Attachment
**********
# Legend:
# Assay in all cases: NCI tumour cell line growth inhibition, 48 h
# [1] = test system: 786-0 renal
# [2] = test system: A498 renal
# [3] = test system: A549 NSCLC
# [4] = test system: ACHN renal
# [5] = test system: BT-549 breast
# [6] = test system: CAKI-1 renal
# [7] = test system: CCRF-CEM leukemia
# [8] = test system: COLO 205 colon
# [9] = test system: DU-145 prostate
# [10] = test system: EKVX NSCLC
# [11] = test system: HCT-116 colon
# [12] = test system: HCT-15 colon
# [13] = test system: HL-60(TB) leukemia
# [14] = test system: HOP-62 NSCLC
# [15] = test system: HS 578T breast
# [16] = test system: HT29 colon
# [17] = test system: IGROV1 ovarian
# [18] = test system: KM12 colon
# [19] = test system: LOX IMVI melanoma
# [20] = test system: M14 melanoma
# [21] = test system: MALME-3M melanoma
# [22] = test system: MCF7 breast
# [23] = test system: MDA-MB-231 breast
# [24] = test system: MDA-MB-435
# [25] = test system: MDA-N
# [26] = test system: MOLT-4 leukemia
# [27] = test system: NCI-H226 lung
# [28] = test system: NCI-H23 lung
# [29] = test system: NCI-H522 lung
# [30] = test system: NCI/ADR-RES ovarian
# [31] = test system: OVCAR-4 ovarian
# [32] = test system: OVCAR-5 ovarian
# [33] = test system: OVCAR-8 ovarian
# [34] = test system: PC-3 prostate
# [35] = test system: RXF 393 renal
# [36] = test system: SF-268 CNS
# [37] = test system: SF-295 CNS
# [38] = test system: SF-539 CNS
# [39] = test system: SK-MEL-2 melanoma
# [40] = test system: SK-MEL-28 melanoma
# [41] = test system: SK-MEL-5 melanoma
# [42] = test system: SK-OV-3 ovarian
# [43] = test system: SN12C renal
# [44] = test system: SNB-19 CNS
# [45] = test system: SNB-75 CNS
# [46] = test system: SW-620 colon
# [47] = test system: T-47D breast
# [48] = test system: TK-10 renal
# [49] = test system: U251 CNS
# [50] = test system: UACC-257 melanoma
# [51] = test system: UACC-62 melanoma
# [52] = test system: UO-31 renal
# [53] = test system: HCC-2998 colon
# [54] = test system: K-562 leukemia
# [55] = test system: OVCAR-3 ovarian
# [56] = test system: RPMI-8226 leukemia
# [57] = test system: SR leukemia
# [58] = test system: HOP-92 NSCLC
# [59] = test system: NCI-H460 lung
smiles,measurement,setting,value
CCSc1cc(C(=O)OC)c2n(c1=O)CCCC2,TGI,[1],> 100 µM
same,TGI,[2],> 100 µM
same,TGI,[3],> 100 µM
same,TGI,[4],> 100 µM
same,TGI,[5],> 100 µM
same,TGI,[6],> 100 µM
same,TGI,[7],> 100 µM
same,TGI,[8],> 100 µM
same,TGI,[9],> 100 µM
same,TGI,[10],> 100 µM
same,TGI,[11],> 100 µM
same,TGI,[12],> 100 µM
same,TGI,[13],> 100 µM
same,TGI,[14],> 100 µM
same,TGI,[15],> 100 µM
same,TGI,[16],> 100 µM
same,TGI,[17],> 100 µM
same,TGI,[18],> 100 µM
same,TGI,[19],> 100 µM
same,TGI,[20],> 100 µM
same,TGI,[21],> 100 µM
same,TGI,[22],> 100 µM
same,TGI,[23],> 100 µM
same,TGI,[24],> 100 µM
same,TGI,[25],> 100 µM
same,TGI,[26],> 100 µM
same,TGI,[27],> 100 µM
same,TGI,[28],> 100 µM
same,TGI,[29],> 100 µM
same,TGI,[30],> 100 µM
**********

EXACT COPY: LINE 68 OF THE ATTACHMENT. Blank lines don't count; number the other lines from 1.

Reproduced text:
same,TGI,[6],> 100 µM